Behind the Obstacles

Vladimir Tereshkov’s photos of Hip-Hop Culture in Iran

It may be hard to imagine there is a hip-hop culture in Iran, considering the tense political situation in the Middle East and the region’s relations with the United States. The movement appeared in the 1990s, when hip-hop artists mainly focused on socio-political topics. This led to a quick reaction from the government: some rappers had to leave the country, and some were jailed. In 2018, I spent a month in Tehran, where I got to know rappers, beatmakers, and many other members of the movement — this is how I learned that rap in Iran exists not only in the underground, but is also developing rapidly.

In the project I talk about the difficult, but honest life of people who risk to do what they love. Despite the fact it is forbidden in the country to criticize the government, hold public events and sell albums, they write lyrics in which they express their position towards the government, and open their own home studios. The hip-hop community has developed far beyond the borders of Tehran — becoming one of the most popular and distinctive music trends in Iran among young people.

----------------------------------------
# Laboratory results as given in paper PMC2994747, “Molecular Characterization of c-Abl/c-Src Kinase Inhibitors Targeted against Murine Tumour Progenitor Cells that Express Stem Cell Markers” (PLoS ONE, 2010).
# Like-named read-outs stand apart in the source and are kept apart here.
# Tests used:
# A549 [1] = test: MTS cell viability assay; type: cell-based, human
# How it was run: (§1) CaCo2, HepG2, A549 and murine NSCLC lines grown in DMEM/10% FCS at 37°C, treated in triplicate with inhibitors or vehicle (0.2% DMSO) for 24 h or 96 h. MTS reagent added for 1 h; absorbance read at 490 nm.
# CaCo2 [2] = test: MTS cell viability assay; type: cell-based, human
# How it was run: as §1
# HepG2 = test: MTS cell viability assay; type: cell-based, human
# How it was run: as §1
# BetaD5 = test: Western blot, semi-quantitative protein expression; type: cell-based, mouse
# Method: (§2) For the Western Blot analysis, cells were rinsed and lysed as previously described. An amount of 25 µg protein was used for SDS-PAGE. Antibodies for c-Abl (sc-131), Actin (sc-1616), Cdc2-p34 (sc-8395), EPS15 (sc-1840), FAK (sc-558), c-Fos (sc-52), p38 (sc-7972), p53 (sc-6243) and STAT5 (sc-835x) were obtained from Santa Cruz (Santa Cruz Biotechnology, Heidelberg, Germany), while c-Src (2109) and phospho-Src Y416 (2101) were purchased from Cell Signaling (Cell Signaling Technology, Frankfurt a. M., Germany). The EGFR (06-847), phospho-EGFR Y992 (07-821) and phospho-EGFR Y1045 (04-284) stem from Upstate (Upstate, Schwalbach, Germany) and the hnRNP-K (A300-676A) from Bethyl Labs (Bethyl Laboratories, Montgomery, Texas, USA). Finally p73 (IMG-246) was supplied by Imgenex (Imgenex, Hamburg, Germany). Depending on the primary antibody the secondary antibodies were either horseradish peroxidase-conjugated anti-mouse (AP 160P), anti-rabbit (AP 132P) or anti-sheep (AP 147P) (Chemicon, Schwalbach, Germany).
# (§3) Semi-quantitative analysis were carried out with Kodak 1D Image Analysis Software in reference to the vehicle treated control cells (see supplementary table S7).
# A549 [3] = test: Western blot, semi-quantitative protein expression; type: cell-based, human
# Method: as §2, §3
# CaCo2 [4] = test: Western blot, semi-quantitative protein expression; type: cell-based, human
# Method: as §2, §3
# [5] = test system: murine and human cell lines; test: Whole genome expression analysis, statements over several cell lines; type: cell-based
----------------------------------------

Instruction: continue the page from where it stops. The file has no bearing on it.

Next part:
Iran leaves no chance for hip-hop to become an officially recognized musical direction — to release your own album or perform tracks live, you need the approval of the Ministry of Culture and Islamic Guidance. There are many music studios in Tehran, but they all are focused on recording classical instrumental music and vocals. It is difficult for alternative musicians to get into official studios, so they are forced to create their own home studios in back rooms and apartments, equipped with sound insulation and necessary equipment for recording. In their lyrics, many Iranian rappers touch on social issues — drug addiction, depression, poverty and youth unemployment. You can also often hear samples from classical Iranian music. Tracks are usually distributed on streaming resources, and CDs are exchanged through friends and acquaintances at private events.

Kasseb recording at KNation studio © Vladimir Tereshkov
Dousti and Prof record music in the Studio KNation © Vladimir Tereshkov
Prof at the recording studio KNation © Vladimir Tereshkov
© Vladimir Tereshkov

Breakdancing is a recognized sport in Iran. Open events are not allowed without the consent of the authorities, as well as to dance on the street — passers-by can call the police if they do not like something. We went to this event for an hour and a half on four buses to the suburbs of Tehran. No one knew exactly
where we were going, except the organizers — they were afraid of the police coming. This competition was closing the season and brought together dancers from all over the country.

© Vladimir Tereshkov
© Vladimir Tereshkov
BBoy Farzin performs at break dance competition © Vladimir Tereshkov
Afshin performs beatbox at breakdance competition © Vladimir Tereshkov

Photography and text: Vladimir Tereshkov

Contact

Website: www.vovatereshkov.com
Instagram: @vovatereshkov
Location: Moscow, Russia

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